renew their respective Concession Agreements upon expiration, the company may not be able to grant
concessions on the same terms, if at all. Any of the foregoing factors may adversely affect the business, financial
condition and results of operations of the company.
All the above identified risks could be further accentuated by any pandemic, inflation and its impact pricing and
on consumer spending power and the general state of the retail market and local economy. In addition, the
impact of these risks affects the financial standing of concessionaires, the levels of business they are able to
generate, and where applicable, on their principals’ ability to continue supporting the underlying brand operation
and supply of required inventory.
Risks relating to changes in the market and economic conditions
The company’s business activities are subject to general market and economic conditions. These conditions
include, inter alia, consumer demand, financial market volatility, inflation, fluctuation in interest rates, exchange
rates, direct and indirect taxation, the health of the local retail markets, property prices, energy and fuel costs,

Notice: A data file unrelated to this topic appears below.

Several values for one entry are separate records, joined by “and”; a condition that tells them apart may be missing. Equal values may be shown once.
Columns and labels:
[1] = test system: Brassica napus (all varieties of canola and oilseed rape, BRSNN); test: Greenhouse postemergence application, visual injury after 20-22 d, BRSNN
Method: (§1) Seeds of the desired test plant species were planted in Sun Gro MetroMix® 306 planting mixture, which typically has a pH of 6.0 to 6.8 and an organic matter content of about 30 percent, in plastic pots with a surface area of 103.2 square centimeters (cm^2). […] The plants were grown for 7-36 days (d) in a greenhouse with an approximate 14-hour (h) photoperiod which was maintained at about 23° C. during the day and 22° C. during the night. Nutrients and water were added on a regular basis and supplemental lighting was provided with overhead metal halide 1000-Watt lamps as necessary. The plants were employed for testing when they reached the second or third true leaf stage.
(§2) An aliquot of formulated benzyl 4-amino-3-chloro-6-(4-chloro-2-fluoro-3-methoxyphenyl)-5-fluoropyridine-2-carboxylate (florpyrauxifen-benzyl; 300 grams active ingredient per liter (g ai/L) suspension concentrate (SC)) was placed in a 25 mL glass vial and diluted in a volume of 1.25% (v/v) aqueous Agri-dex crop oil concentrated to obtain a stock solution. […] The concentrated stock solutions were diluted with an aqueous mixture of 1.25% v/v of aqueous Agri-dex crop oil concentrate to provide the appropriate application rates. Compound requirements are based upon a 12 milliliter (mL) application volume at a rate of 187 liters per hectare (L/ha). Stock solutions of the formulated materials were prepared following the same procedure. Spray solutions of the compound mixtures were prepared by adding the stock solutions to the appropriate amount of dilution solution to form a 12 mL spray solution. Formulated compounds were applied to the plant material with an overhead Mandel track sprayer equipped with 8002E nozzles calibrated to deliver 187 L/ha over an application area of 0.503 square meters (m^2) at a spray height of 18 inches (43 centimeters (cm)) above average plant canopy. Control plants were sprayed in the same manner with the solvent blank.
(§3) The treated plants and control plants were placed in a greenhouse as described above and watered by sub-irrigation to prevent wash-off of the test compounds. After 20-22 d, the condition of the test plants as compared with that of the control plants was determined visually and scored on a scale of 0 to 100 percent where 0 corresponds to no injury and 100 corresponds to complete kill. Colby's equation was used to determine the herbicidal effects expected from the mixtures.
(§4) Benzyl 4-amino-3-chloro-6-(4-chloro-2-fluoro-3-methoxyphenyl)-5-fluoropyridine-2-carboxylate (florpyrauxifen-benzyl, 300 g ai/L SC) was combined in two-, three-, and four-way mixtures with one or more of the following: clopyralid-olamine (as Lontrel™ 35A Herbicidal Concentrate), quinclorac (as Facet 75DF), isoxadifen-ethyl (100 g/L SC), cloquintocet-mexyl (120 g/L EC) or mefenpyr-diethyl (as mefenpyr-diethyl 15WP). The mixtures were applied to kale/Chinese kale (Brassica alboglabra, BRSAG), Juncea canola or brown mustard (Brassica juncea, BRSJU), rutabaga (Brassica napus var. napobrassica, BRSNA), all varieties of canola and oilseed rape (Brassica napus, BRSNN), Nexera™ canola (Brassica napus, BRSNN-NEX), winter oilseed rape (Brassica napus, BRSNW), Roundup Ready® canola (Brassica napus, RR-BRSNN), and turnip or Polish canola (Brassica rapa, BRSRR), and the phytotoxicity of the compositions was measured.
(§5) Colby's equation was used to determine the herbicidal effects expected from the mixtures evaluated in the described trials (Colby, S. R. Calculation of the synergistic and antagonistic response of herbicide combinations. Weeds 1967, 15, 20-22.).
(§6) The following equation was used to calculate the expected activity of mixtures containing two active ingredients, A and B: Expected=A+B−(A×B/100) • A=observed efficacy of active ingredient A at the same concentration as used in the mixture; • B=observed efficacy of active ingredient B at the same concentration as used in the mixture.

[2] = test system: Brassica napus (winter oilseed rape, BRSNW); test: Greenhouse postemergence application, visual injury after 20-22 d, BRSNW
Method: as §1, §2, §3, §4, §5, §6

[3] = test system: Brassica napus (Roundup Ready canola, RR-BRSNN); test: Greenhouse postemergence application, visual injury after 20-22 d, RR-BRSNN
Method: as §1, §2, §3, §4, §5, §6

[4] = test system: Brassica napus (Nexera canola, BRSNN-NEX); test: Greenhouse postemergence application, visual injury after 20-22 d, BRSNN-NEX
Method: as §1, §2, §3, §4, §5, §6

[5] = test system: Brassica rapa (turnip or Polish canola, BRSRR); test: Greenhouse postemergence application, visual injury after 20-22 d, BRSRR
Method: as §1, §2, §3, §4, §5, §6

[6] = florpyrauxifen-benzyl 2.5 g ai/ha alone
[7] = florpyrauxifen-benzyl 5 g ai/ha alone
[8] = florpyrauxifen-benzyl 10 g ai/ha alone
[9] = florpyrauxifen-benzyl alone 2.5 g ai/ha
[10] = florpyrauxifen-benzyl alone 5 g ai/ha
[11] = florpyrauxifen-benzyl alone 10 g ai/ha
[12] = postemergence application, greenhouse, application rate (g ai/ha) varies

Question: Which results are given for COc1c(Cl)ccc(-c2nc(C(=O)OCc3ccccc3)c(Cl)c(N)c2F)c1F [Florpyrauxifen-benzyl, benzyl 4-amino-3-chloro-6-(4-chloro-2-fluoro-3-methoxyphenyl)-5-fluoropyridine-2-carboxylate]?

unemployment, wage rates, tightening of credit markets, government spending and budget priorities, pandemics
and ensuing government and/or public health authorities legislations and/or recommendations related to but not
limited to restrictions on daily activities, and other general market and economic conditions. International
economic and political factors, such as the Russia Ukraine conflict, as well as turmoil in the financial and/or
banking sectors and any ensuing collapses of operators within those sectors could also lead to direct or indirect
impact on the local market conditions which could in turn effect the company’s business activities.
In the event that the general market or specific sectors within it and economic conditions were to experience a
downturn and/or a complete halt, these weakened conditions may have an adverse impact on the company.
Annual Financial Report and Financial Statements - 31 December 2022
Directors’ report - continued
Risks relating to the retail sector
The company grants Concessions to entities engaged principally in the retail sector, including the catering and
gaming sectors. The health of the retail market may have a direct or indirect effect on the ability of the company
to grant Concessions, and for the said concessionaires to continue operations. The health of the retail market
may be affected by a number of factors, including, inter alia, consumer demand, tastes, shopping preferences,
trends, online shopping, inflation, supply chain and/or shipment disruptions, fluctuation in interest rates,
exchange rates, direct and indirect taxation, regulations, mandatory closures, maximum capacity measures,